Getting into the midst of the Week of Eating In, I figured it was time for a good gathering over (homemade) grub again. As I discussed in The Art of Eating In, everyone can use some time in the middle of their day to relax, sit down and eat. Especially with your friends, fellow workers or family. Just like we all need to sleep, this communal time is restorative and constructive in many ways, even if it’s not a business … Read More
All too often, I hear the same question from home cooks: what do I do with fish? Not terribly much, is usually my answer. And as soon as you bring your catch home. But while most of us know that fresh fish is best at its freshest, the simple feat of cooking it deliciously has evaded some. So I’m going to share my latest favorite preparation, an unlikely hybrid of hearty winter vegetables and summery lightness.
I’ve gone grain crazy as of lately. There are so many different types of them to explore. It started with a pack of bulgur, coarse grinds of whole wheat with a muddy tan color and toothsome, chewy texture. If you like wild rice, you’ll find some similarities here. Then I went freaky for smoky roasted spelt, also known as freekeh. Now I can’t get Missy Elliot out of my head.
You know how salads in restaurants tend to have eight things in them, at least? Or else, it’s not really a salad, it seems. One of those ingredients is usually cheese; another is usually nuts (and it’s usually crusted with something sweet). There’s often meat, grilled and served hot in contrast with the cool greens. It gets more complicated, too. Dried or fresh fruit, oily crusts of bread or croutons, dressings that are an army of ingredients in themselves, and … Read More
I’ve been having a love affair with beans lately. This may have happened by default, with so few fresh muses in season to cook with, or else a newfound appreciation simply gained on its own merit: beans are infinitely versatile, used in every cuisine, hearty, and nutritious. They are the main ingredient in comfort foods of so many cultures, like the French cassoulet. But beans also have a stigma attached to them, especially in our meat-loving culture — that of … Read More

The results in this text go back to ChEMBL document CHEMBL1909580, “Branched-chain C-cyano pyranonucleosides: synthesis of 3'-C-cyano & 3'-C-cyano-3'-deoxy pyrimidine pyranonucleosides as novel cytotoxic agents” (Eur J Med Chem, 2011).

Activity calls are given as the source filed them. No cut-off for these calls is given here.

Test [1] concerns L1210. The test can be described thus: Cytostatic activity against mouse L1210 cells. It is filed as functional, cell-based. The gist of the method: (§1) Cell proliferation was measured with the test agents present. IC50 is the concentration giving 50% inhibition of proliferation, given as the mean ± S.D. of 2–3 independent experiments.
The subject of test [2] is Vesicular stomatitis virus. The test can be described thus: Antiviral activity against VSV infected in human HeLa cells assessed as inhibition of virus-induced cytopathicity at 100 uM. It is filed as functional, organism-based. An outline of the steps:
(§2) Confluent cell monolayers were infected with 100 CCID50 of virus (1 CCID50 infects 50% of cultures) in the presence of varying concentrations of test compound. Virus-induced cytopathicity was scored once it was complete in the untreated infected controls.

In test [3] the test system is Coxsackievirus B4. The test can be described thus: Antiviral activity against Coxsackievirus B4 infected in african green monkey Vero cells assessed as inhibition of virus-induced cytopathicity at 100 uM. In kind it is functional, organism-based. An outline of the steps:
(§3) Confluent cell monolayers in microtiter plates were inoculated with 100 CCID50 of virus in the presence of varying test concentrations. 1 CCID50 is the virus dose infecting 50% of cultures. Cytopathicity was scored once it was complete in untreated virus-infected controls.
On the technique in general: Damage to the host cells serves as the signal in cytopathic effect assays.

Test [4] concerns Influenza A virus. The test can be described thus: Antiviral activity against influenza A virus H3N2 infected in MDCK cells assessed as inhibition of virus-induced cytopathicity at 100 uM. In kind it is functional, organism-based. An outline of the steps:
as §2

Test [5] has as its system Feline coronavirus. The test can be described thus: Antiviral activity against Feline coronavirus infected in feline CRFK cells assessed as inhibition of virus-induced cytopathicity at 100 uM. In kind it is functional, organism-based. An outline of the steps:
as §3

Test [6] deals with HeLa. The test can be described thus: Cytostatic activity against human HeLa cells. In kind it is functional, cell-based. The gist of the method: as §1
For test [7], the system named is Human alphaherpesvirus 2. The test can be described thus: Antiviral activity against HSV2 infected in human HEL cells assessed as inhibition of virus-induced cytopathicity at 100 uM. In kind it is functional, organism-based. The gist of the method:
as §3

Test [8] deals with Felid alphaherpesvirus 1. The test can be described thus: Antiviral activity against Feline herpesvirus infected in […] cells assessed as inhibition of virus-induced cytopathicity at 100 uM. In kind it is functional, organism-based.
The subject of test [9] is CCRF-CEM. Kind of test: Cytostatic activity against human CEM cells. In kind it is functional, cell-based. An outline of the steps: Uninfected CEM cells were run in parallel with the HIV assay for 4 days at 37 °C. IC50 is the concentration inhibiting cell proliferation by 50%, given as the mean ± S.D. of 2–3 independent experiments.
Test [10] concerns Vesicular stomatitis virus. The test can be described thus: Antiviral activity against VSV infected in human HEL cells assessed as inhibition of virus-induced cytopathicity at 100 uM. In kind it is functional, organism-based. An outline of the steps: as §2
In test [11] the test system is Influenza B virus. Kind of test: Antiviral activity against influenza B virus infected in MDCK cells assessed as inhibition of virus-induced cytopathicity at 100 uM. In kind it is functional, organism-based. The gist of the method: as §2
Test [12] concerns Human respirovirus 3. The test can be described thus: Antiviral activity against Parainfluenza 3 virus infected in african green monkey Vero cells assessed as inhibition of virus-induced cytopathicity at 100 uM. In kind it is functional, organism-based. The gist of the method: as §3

Soak those dry beans! It’s almost time for the second annual Cassoulet Cook-Off at Jimmy’s No. 43, a fundraiser for the Greenmarket of CENYC. Last year, a handful of cold cash was given to the nonprofit organization that feeds so many home cooks and chefs alike throughout the city. (Very cold, I might add, as it was also held in January.) This year, we’re hoping to raise even more, to show our appreciation for the folks who run the show, … Read More
When Taylor Erkkinen and Harry Rosenblum opened their Williamsburg store for kitchen appliances and cookware in 2006, they’d had a notion about cultivating a community around cooking through occasional classes and demos. But who knew that the educational programs they would hold at the store would soon become The Brooklyn Kitchen’s biggest draw, with classes frequently selling out a day after being announced?
Forgive the excessively esoteric sound of this dish’s name. I had tried coming up with other things to call it: Roasted Cauliflower and Broccoli and Braised Broccoli and Cauliflower Greens with Navy Beans and Creamed Potatoes? Too long. White Cauliflower, Cheddar Cauliflower, Broccoli and Their Combined Greens Braised with Navy Beans and Roasted Red Pepper and Served on Creamy, Truffled, Mashed Fingerling Potatoes? Too specific. Stuff That I Got From My CSA This Week, Cooked and Piled Ceremoniously Together on a Plate? That … Read More
Do you like seafood? Goes the childhood tease. Yes, and you “see” an open mouthful of chewed-up food. I hope you like seafood, but I’m not going to show you that. I had meant to show you a whole fish here, a nice, fat, single person-portion sardine. Sardines are the poorman’s seafood, and I thought that was very “me.” They have a fragile little pane of bones that you have to pick around, hence them being more work to eat. … Read More
It’s been a tough year for everyone, and small businesses — farms, especially — are no exception. That’s why it’s so exciting to see more consumers and the media rallying behind them. Today, Serious Eats posted a wonderful video about farmers at NYC’s Greenmarkets, and how they’ve contributed to our food system. It’s centered around a trip the Serious Eats team took to Mountain Sweet Berry Farm, and followed them as they packed up their harvest and trucked it into … Read More